Researchers at the University of Washington have developed tampons created from a special material that could represent a novel means of protection against HIV. The tampons are made out of a material that can carry medicine and dissolve it when it comes into contact with moisture.
The solubility, strength, and size of the material's fibers can be controlled, making it more versatile than other anti-HIV technologies.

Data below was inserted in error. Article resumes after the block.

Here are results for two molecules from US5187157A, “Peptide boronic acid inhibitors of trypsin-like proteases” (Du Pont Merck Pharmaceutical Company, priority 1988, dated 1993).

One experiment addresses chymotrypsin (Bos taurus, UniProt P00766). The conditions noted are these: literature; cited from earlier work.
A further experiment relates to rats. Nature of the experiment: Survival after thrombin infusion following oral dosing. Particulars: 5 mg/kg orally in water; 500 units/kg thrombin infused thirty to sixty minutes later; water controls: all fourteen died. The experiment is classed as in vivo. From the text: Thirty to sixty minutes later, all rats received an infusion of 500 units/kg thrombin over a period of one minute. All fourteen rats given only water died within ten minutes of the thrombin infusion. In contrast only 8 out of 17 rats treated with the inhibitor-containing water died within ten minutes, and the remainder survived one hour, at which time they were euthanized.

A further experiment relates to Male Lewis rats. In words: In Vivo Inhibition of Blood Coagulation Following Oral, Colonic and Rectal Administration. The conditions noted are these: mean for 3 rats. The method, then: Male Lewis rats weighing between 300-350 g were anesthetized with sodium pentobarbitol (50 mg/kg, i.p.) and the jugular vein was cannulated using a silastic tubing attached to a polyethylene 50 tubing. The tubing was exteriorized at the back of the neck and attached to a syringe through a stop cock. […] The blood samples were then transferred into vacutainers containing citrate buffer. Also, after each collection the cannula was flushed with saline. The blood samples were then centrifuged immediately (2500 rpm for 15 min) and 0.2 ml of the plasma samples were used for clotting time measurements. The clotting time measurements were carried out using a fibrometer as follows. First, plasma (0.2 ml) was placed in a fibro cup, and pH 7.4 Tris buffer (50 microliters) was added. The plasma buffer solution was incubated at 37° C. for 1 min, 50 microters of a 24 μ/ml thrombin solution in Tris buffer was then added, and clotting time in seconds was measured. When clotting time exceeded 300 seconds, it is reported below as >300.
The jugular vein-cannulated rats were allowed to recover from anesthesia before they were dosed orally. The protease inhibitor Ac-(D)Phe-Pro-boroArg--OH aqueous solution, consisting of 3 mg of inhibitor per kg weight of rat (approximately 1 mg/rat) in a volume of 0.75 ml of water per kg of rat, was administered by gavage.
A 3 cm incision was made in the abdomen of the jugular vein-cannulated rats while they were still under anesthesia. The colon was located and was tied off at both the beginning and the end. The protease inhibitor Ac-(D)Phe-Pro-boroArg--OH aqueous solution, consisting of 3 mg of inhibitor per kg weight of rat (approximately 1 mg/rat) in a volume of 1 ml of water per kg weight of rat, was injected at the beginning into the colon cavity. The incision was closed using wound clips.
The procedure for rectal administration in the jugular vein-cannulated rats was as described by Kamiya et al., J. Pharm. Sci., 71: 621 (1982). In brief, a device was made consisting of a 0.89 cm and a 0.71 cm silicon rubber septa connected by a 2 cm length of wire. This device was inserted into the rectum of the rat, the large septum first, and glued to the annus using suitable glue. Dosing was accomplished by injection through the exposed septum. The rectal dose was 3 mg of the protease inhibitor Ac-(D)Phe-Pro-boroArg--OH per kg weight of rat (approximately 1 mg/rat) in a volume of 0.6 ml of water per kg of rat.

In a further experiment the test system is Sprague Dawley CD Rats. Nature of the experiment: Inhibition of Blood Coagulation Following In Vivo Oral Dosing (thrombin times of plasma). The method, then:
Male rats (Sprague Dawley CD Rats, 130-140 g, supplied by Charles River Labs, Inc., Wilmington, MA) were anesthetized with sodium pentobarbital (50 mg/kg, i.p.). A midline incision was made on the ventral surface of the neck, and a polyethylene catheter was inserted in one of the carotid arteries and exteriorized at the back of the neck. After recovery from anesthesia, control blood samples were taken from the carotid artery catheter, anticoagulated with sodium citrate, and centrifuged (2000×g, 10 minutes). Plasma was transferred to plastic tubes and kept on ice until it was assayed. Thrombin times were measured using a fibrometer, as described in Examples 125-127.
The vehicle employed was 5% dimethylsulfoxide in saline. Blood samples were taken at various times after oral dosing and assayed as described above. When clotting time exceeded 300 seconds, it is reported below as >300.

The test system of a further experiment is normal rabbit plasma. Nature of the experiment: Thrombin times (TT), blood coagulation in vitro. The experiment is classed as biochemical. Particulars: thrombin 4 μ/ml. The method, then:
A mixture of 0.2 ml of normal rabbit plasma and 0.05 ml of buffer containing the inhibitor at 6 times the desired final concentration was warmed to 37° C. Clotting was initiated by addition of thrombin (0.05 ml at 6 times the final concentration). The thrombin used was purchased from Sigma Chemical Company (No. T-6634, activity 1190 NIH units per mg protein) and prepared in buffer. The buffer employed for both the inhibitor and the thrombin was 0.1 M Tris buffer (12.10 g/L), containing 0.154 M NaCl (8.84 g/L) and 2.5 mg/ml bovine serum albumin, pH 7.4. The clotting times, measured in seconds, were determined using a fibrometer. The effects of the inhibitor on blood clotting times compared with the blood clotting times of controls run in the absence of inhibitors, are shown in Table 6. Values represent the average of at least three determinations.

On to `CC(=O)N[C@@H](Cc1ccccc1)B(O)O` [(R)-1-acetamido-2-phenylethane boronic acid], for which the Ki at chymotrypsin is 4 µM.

The special electrospun material used to construct the tampons is capable of carrying large amounts of antiretroviral drugs used in HIV treatment, with minimal side effects. This material dissolves into the tampon and releases the material quickly. It is possible that tampons made out of this material could be used to treat a variety of conditions beyond HIV, including bacterial, fungal and viral infections.
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